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Lives of the Great Songs: Soul with plenty of body: Take Me to the River: Some songs are born great, and some have greatness thrust upon them by clever art-school graduates. Tim de Lisle follows the path of an elastic classic

BEFORE it meant music, rock'n'roll meant sex. It was a bit of slang, used by black Americans, especially in the South. Black music, at the time, was either jazz, blues, or (especially in the South) gospel. When blues and gospel met country & western - the white man's music - the result was steamy enough to be called rock'n'roll. So sex and religion, sin and sanctity, are there in rock's genes, deep in its DNA.

ROCK / Merry Easter, Mr Bowie,you're back on form: David Bowie's new album is his best in donkey's years, they say. But they're not sure they want you to hear it. Ben Thompson got hold of a copy

'AND THIS,' as Mike Yarwood, colossus of TV impersonation, used to say towards the end of his show, 'is me.' But Yarwood's audience didn't want him to be himself, they wanted him to be Denis Healey. And so it's been with David Bowie for the past 10 years or so. Each time he has reappeared, it has been as the 'real' David Bowie; all the hype has been about the absence of the disguises and contrivance that made him famous and interesting in the first place, and the world has not stifled a yawn.

Arts: Remake, remodel: After five long, lean years, Bryan Ferry has finally found himself again - in other people's songs. It's an old trick, but a day in the studio with him shows that it works

NEW YORK, on an improbably warm afternoon in November. A nondescript street on the West Side, down by the river: women pushing buggies, mechanics fitting tyres, schoolchildren scuffling. A grey building with a stack of businesses listed by the buzzer. Among them, a name that appears in the small print of as many records as any in history: Masterdisk. This is where the stars go, not to record their albums but to have the master-tapes cut. Modern recording is a long-distance run, and Masterdisk is where the runner hits the tape.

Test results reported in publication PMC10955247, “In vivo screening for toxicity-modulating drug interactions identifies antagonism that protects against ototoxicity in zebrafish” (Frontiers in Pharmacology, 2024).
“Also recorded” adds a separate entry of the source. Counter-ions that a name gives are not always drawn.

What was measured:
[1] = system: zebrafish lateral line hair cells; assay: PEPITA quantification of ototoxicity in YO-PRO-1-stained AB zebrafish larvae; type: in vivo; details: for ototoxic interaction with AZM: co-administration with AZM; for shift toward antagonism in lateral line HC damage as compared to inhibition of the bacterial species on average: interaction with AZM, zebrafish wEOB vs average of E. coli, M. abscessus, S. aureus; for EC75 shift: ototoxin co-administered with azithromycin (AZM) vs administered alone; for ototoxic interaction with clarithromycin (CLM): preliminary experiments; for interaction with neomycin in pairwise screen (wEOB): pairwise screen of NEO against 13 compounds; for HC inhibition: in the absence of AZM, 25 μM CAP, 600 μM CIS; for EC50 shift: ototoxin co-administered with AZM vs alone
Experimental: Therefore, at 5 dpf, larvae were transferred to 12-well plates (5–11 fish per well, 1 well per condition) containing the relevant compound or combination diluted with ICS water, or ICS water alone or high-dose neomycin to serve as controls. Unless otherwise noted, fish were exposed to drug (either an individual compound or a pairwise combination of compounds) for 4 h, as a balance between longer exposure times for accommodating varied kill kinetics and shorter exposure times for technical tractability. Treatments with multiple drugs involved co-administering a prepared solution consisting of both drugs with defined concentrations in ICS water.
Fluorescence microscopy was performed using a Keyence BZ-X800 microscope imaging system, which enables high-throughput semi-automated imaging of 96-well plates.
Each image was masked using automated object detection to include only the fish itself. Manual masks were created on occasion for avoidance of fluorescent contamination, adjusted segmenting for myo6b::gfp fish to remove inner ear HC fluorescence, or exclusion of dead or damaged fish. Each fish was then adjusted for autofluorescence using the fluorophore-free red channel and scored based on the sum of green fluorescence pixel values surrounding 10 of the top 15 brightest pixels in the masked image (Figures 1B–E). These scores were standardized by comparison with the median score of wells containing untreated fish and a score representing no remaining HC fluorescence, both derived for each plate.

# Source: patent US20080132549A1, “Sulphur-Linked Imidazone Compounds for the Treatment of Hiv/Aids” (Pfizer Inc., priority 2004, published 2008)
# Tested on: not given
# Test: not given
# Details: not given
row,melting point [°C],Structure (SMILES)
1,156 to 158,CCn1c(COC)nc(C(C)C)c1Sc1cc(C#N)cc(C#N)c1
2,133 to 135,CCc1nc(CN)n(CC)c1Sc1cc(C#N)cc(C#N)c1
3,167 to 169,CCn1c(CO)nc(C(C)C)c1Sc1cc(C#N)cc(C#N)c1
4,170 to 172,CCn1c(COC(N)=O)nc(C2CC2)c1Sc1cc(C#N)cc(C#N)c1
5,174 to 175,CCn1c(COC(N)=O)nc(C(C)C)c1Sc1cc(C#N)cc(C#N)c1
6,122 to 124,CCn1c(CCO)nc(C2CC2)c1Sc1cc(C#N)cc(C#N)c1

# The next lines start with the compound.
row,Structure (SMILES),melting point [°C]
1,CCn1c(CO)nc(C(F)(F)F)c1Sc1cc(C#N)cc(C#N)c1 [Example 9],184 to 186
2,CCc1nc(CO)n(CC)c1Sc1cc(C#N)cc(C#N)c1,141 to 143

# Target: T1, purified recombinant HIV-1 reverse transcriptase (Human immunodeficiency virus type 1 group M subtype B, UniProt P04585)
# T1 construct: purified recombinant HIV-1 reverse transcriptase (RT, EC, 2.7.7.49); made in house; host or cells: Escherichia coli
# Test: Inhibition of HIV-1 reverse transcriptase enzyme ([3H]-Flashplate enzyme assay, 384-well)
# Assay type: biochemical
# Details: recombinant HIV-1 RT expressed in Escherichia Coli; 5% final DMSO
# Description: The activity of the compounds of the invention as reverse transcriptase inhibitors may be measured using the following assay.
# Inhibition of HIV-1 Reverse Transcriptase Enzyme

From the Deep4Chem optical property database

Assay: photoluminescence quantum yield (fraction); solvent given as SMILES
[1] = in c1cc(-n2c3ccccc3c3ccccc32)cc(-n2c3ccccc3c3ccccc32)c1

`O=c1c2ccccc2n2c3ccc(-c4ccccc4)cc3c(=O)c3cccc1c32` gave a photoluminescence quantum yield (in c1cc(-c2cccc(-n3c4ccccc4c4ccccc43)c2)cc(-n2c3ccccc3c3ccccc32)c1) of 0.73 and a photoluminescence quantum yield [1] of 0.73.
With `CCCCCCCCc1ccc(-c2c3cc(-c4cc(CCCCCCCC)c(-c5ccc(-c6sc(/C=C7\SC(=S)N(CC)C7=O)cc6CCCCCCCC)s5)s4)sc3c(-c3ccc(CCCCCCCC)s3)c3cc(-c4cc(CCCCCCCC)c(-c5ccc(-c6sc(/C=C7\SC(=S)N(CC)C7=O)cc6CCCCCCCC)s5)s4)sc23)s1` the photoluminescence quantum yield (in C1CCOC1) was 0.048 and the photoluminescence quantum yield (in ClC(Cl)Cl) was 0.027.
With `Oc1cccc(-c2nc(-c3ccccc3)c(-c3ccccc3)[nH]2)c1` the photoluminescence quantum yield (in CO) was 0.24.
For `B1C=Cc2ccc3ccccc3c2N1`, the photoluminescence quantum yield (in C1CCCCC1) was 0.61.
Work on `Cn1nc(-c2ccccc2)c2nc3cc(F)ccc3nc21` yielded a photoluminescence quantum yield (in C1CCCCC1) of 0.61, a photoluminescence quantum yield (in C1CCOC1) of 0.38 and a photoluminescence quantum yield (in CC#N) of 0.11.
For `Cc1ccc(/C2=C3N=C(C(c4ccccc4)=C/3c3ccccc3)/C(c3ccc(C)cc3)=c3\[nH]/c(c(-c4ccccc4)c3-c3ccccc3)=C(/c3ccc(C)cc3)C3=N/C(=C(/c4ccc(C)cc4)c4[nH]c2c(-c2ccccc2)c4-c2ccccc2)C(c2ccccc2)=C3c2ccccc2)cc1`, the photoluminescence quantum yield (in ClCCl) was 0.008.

ARTS / Sound and vision: To start with he was just a studio hand for Roxy Music. Now he is a singer, songwriter, experimental composer, video painter, installation-maker, lecturer, park designer, and producer of great records. Is there anything Brian Eno doesn't do? As he releases his first solo album for seven years, Tim de Lisle pieces together the lives of Brian

You don't often hear people talk about 'art rock' these days. Still less do you hear the bands that were responsible for it. King Crimson, Focus, The Nice: where are they now? Emerson, Lake and Palmer have re-formed, but nobody much has noticed. Genesis have long since become just another pop group, albeit an elderly one. It is nearly 10 years since Bryan Ferry disbanded Roxy Music, and nearly five since he released a record. Talking Heads, the leading art-rockers of the generation after, have split up. Psychedelia has been round again, several times; even flared trousers have come back (and gone away again). Art rock seems destined never to return.

ROCK / History plays: David Byrne has revised the old standards with a new band. Kevin Jackson joins the encores at the Brixton Academy

ALL together now: 'This ain't no Mudd Club/No CBGB . . .' In an evening of material culled from the last quarter-century, including a personal catalogue going back 16-odd years, the only dated line David Byrne could be heard to whoop, yodel or bark was that unrhymed couplet from 'Life During Wartime' (surely, by the way, the best song ever written about covert paramilitary operations?). When it was young, 'Life During Wartime' seemed plausibly like the kind of thing you might indeed have heard at a mid-Seventies venue like CBGB - all driving guitars, synthesisers and panic- stricken vocals.
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In this photo illustration a school student eats a hamburger as part of his lunch which was brought from a fast food shop near his school, on October 5, 2005 in London, England. The British government has announced plans to remove junk food from school lunches. From September 2006, food that is high in fat, sugar or salt will be banned from meals and removed from vending machines in schools across England. The move comes in response to a campaign by celebrity TV chef Jamie Oliver to improve school meals.
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